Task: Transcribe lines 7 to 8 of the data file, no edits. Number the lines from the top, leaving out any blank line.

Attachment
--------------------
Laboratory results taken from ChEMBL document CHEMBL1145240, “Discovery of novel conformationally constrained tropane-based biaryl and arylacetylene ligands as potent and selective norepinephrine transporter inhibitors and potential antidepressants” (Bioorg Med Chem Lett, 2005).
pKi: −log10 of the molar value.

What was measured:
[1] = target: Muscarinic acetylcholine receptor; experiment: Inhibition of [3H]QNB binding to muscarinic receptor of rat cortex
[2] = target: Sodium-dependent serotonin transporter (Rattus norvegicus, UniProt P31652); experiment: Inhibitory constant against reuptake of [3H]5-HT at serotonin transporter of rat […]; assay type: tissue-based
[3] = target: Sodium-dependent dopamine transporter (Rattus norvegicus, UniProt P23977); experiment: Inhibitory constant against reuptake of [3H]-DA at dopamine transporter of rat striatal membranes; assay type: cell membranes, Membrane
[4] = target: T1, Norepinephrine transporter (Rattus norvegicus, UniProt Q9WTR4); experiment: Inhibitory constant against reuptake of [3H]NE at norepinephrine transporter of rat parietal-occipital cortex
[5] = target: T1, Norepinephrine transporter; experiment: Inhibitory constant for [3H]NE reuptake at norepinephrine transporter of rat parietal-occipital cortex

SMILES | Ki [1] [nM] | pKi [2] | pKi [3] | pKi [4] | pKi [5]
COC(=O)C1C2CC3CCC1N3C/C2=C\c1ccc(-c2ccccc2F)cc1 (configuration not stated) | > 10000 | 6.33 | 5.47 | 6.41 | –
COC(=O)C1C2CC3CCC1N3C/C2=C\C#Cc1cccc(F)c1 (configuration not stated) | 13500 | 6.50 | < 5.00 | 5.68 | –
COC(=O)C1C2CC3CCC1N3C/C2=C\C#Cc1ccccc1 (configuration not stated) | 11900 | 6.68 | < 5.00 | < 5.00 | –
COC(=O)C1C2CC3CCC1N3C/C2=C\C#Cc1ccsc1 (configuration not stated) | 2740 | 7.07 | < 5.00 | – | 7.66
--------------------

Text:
[4] = target: T1, Norepinephrine transporter (Rattus norvegicus, UniProt Q9WTR4); experiment: Inhibitory constant against reuptake of [3H]NE at norepinephrine transporter of rat parietal-occipital cortex
[5] = target: T1, Norepinephrine transporter; experiment: Inhibitory constant for [3H]NE reuptake at norepinephrine transporter of rat parietal-occipital cortex